In interview craft session, panelists offer tips for breathing life into narrative stories

Story by Jude Coleman
Photography by Claire Cleveland

When writing narrative pieces, journalists must rely on more than their witty word craft to bring a story alive – but finding color for stories is an acquired skill. At the ScienceWriters2022 national meeting in Memphis, a panel of storytellers laid out their top tips for getting the most out of interviews.

Organized by freelance science writer Katharine Gammon, “What Do You Mean By That? Interviewing For Narrative Science Stories” (#SciWriNarratives) featured journalists from a range of media mediums: Esther Honig, a producer at StoryCorps; Craig Welch, a climate and environment writer at National Geographic; and Simon Adler, a senior producer at Radiolab. All three agreed the key to getting delicious quotes and tasty anecdotes for a piece is to get your source to tell a story. If you can’t get enough details the first time, circle back later in the interview.

Participants practiced fishing for anecdotal answers in a 10-minute breakout as part of this session. Pairs of science writers teamed up to interview each other about a recent moment of surprise, or the closest they came to believing in the supernatural. All the while putting the workshop panelists’ tips into practice.

“Keep going at it. Don’t be ashamed of asking the same question over and over again,” Welch said, citing one interview where he repeated a question over ten times. If all else fails, he recommends giving sources an example of the type of detailed answer you’re looking for.

Attendees interview one another during the SciWriNarratives workshop at ScienceWriters2022. (Claire Cleveland for NASW)

Anecdotes recreate images and sensations that your source — the story's main character — saw and felt in the moment, painting a scene for readers. The panelists said that thinking about the scenes within a story can help guide interviews. Adler suggests imagining interview questions as video shots: wide angle, first-person, and reactionary. Wide-angle questions set the scene and give an overview of the story; first-person questions add detail; reactionary shots draw out the person’s emotions in the moment.

“You're trying to get visual detail and you're trying to get sensory detail,” Adler said.

Welch used his 2018 story “The Big Meltdown” as an example of getting good narrative content. The piece highlights how climate change is sweeping through Antarctica and features Dione Poncet, a born-and-raised Antarctician. But in the month Welch spent with Poncet sailing around the Antarctica Peninsula on an 87-foot boat, he struggled to get more than sparse, basic answers to interview questions. Welch had done his research, though — he came into the assignment prepared with background knowledge about Poncet’s life and knew he wasn’t much of a talker. Having that background knowledge paid off: when typical interview questions yielded little, Welch whipped out a detail from Poncet’s past.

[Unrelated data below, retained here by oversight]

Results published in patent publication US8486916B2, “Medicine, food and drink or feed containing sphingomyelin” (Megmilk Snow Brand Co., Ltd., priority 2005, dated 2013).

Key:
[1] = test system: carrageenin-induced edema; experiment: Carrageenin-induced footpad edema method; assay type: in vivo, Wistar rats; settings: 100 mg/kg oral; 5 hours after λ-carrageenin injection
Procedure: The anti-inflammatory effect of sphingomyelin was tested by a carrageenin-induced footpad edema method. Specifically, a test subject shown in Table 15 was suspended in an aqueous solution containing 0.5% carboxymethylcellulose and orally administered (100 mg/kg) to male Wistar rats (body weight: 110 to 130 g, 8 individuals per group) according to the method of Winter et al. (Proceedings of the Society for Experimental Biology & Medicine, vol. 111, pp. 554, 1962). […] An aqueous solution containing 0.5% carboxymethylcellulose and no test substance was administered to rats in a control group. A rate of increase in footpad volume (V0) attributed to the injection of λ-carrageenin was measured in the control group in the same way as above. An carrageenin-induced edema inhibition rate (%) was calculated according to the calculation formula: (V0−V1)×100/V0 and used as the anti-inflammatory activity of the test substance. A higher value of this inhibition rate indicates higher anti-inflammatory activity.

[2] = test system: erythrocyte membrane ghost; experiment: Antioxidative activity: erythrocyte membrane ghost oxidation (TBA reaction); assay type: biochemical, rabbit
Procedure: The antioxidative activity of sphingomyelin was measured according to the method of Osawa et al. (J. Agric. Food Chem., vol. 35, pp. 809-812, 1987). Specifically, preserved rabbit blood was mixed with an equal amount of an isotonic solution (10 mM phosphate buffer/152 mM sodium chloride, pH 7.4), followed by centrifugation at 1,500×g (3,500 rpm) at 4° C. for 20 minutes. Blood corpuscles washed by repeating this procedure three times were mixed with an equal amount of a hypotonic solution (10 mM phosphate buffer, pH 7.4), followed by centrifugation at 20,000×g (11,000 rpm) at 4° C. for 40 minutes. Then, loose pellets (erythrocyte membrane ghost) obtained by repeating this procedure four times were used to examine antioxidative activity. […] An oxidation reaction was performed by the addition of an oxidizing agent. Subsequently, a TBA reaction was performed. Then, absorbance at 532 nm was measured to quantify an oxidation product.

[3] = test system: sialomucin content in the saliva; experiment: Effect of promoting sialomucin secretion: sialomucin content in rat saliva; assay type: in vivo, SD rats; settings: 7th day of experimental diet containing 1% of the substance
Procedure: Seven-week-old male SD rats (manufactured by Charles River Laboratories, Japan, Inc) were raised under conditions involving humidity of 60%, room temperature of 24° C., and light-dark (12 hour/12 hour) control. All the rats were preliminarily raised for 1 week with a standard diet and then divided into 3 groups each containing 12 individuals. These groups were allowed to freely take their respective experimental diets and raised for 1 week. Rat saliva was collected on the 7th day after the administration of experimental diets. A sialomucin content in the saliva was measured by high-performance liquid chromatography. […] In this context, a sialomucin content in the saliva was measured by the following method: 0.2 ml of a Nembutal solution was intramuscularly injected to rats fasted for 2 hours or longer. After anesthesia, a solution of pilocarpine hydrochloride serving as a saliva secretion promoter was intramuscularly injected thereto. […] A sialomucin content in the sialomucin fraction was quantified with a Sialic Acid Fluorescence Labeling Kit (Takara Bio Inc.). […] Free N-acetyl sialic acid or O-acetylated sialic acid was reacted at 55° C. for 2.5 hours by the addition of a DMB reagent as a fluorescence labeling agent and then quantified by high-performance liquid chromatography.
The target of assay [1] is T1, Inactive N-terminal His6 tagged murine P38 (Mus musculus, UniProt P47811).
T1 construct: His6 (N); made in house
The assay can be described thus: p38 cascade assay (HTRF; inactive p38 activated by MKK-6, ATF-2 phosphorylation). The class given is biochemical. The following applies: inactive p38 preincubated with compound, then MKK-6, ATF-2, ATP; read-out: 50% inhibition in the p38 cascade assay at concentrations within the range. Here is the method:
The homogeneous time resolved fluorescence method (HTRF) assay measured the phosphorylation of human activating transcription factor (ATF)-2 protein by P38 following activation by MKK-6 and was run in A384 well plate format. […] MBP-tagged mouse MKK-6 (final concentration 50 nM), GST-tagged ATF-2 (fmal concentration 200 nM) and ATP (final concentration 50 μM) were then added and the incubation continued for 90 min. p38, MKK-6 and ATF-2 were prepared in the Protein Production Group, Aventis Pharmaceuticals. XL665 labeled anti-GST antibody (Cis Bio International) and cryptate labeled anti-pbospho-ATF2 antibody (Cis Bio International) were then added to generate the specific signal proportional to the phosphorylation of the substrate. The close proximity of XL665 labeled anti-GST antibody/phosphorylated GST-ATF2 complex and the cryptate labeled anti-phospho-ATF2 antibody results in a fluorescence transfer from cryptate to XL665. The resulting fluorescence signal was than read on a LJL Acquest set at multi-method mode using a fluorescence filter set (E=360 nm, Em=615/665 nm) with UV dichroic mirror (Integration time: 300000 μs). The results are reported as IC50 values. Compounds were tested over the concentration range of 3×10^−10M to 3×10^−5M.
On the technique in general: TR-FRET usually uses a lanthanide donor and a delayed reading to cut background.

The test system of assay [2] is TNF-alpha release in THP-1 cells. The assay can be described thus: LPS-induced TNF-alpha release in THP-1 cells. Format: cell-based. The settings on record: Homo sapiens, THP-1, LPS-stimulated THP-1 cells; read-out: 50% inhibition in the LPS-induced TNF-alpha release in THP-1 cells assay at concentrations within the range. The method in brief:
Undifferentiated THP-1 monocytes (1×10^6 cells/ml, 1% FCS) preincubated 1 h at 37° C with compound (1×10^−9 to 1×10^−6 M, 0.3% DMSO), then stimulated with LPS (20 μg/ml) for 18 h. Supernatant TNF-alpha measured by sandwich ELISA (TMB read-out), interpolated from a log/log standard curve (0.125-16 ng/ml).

Attendees interview one another during the SciWriNarratives workshop at ScienceWriters2022. (Claire Cleveland for NASW)

“Finally, I said, ‘Well, your mom said that she would make you go out and count penguins. Could you tell me about that,” he said. Though a small detail, it gave Welch the fodder he needed to flesh out a few paragraphs on Poncet’s Antarctic upbringing. “It's a perfect example of the kind of color you can get by being able to throw a little bit of detail back at somebody.”

Doing your homework before an interview will give you specifics to discuss if details aren’t coming up naturally. At the same time, “allow yourself to ask stupid questions,” Honig said. Sometimes in an effort to assure a source you’re informed, you may end up hearing only half the story.

On top of getting juicy bits for a story, Honig offered other good practices for successful interviews. As uncomfortable as it may be to sit in silence, resist the urge to fill gaps with extra commentary. When we chime in too early, it robs the interviewee of their chance to think things over and respond more, she said. Keep questions short and straightforward. And at the end of your interview, take a moment to decompress with sources and express your gratitude.

“Acknowledge how grateful you are that they chose to spend some of their time with you,” Honig said.

Jude Coleman (@JudeLB_Coleman) is a freelance science writer covering climate, ecology, and environmental justice.

Claire Cleveland (@ClevelandClaire) is a freelance journalist covering reproductive health & justice and LGBTQ+ health and aging.

This ScienceWriters2022 conference coverage article was produced as part of the NASW Conference Support Grant awarded to Coleman and Cleveland to attend the ScienceWriters2022 national conference. Find more 2022 conference coverage at

A co-production of the National Association of Science Writers (NASW), the Council for the Advancement of Science Writing (CASW), and St. Jude Children's Research Hospital, the ScienceWriters2022 national conference featured an online portion Oct. 12-19, followed by an in-person portion held in Memphis, Tenn. Oct. 21-25. Learn more at and follow the conversation on Twitter at #SciWri22

Credits: Reporting by Jude Coleman; edited by Ben Young Landis. Photography by Claire Cleveland; edited by Ben Young Landis